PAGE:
The compositions for topical or transdermal application may be presented in any solid, liquid or semi-solid formulation, such as for example, and without limitation thereto, creams, multiple emulsions such as, for example, and without limitation thereto, emulsions of oil and/or silicone in water, emulsions of water in oil and/or silicone, emulsions of the water/oil/water type or the water/silicone/water type and emulsions of the oil/water/oil type or silicone/water/silicone type, anhydrous compositions, aqueous dispersions, oils, milks, balsams, foams, lotions, gels, cream gels, hydroalcoholic solutions, hydroglycolic solutions, liniments, sera, soaps, shampoos, conditioners, serums, polysaccharide films, ointments, mousses, pomades, powders, bars, pencils, sprays, including “leave on” formulations and “rinse off” formulations. These formulations for topical or transdermal application can be incorporated using techniques known by the person skilled in the art into different types of solid accessories, such as, for example, and without limitation thereto, wipes, hydrogels, adhesive patches, non-adhesive patches, microelectric patches or facial masks, or can be incorporated into different makeup products such as makeup foundation, for example fluid foundation and compact foundation, makeup removal lotions, makeup removal milks, concealers, eye shadows, lipsticks, lip protectors, lip glosses and powders, inter alia.

The cosmetic or pharmaceutical compositions of the invention may include agents that increase the percutaneous absorption of the peptides of this invention, for example and without limitation thereto, dimethylsulfoxide, dimethylacetamide, dimethylformamide, surfactants, azone (1-dodecylazacycloheptan-2-one), alcohol, urea, ethoxydiglycol, acetone, propylene glycol or polyethylene glycol, inter alia. Furthermore, the cosmetic and pharmaceutical compositions of this invention can be applied to the local areas to be treated by means of iontophoresis, sonophoresis, electroporation, microelectric patches, mechanical pressure, osmotic pressure gradient, occlusive treatment, microinjections or needles-free injections by means of pressure, such as for example injections by oxygen pressure, or any combination thereof, to achieve greater penetration of the peptide of the invention. The area of application will be determined by the nature of the condition, disorder and/or pathology to be prevented or treated.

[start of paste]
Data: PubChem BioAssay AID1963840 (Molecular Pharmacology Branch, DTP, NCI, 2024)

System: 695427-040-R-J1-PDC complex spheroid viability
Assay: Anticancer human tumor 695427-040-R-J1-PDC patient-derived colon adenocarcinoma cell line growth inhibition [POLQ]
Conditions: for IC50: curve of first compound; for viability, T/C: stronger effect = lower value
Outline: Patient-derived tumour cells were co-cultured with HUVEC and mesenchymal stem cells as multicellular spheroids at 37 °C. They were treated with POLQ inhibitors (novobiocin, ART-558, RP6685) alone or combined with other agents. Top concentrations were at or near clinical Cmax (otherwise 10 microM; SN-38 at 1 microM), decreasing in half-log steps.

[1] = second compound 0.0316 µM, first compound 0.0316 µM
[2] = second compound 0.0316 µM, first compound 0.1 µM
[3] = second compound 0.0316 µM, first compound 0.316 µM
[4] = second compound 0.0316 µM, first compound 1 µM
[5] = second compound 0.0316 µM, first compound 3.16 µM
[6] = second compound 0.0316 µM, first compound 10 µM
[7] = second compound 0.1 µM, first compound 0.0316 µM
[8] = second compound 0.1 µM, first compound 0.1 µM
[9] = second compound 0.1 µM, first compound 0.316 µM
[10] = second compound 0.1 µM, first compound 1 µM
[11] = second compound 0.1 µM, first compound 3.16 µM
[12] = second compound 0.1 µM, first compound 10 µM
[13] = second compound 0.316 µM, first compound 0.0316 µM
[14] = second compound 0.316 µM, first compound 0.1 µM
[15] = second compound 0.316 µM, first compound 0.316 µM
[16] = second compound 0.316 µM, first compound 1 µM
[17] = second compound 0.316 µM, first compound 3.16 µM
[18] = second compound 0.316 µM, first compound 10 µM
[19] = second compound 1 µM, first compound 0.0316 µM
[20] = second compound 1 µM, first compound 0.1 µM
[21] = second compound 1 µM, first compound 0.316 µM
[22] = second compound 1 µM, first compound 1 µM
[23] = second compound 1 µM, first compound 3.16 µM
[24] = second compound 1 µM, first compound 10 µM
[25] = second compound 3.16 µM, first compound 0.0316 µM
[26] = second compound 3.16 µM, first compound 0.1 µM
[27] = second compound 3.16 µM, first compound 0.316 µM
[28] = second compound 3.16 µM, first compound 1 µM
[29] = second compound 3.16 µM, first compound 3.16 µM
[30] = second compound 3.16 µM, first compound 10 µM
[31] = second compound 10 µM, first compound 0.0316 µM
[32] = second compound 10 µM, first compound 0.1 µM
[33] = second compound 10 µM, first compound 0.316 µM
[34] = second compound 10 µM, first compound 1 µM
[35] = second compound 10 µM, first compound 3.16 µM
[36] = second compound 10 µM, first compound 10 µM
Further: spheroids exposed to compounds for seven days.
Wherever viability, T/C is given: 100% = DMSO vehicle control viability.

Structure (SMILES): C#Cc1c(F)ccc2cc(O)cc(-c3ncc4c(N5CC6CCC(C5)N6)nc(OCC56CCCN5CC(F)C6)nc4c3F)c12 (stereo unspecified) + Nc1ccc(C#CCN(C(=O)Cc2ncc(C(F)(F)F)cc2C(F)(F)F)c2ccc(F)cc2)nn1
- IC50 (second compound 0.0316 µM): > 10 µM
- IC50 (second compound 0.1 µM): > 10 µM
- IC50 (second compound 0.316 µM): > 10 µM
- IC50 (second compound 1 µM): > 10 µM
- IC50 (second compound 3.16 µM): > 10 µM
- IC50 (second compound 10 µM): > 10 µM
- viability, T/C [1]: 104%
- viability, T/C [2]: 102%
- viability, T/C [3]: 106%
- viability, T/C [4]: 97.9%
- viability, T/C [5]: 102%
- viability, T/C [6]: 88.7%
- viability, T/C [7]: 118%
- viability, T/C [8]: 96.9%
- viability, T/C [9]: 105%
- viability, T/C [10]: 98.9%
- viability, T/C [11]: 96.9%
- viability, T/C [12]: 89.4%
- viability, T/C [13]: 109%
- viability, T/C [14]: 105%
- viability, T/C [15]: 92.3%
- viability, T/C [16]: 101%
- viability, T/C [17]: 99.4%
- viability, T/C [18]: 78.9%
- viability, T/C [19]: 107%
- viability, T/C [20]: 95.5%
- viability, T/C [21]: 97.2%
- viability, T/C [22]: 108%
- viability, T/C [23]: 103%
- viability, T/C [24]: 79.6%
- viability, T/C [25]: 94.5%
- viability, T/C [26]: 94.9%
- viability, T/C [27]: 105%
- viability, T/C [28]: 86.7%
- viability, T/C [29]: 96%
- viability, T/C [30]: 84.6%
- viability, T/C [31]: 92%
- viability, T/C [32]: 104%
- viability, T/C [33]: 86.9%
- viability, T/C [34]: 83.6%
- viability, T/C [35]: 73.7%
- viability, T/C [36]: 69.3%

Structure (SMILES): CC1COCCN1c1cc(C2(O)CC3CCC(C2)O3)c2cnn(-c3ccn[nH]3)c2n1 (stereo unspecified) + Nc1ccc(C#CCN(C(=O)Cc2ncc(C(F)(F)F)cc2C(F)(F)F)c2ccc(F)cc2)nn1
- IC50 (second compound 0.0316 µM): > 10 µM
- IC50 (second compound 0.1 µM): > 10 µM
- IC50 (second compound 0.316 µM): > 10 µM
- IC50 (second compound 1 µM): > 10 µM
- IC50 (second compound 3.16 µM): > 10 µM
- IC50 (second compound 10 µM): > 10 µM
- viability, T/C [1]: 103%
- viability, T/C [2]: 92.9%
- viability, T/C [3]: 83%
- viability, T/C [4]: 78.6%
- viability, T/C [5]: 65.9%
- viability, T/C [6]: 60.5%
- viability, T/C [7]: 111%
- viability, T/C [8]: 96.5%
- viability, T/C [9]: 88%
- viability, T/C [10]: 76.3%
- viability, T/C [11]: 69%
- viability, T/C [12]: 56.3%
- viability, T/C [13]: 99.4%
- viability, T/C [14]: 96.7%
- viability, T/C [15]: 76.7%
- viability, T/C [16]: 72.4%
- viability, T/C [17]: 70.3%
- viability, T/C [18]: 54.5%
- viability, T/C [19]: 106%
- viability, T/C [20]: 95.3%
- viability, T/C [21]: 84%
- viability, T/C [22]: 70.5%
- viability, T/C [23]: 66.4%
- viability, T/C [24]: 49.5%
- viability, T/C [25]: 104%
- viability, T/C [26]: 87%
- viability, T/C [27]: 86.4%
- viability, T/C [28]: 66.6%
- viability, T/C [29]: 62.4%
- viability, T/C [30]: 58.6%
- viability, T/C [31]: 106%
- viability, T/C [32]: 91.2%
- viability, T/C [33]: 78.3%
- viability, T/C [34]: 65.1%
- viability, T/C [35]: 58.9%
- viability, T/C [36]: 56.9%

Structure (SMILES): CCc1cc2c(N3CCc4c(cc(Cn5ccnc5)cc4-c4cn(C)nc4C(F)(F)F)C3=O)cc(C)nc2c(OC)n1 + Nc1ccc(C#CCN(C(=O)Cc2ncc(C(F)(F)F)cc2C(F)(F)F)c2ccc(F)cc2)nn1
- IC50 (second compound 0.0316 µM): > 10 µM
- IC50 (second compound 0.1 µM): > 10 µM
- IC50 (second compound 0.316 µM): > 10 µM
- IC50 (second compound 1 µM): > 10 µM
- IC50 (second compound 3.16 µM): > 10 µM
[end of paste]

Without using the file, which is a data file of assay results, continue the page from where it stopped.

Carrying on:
Furthermore, the cosmetic compositions containing the peptides of this invention, their stereoisomers or their cosmetically or pharmaceutically acceptable salts can be used in different types of formulations for oral administration, preferably in the form of oral cosmetics, for example and without limitation thereto, capsules, including gelatin capsules, tablets, including sugar coated tablets, powders, granulated forms, chewing gum, solutions, suspensions, emulsions, syrups, polysaccharide films, jellies or gelatins, and any other presentation known to an expert on the subject. In particular, the peptides of the invention can be incorporated into any form of functional food or fortified food, such as and without limitation thereto, in dietary bars or compact or noncompact powders. These powders can be solubilized in water, soda, dairy products, soy derivatives or be incorporated into dietary bars. The peptides of this invention may be formulated with common excipients and adjuvants for oral compositions or food supplements, such as and without limitation thereto, fat components, aqueous components, humectants, preservatives, texturizing agents, flavors, aromas, antioxidants and colorants common in the food industry.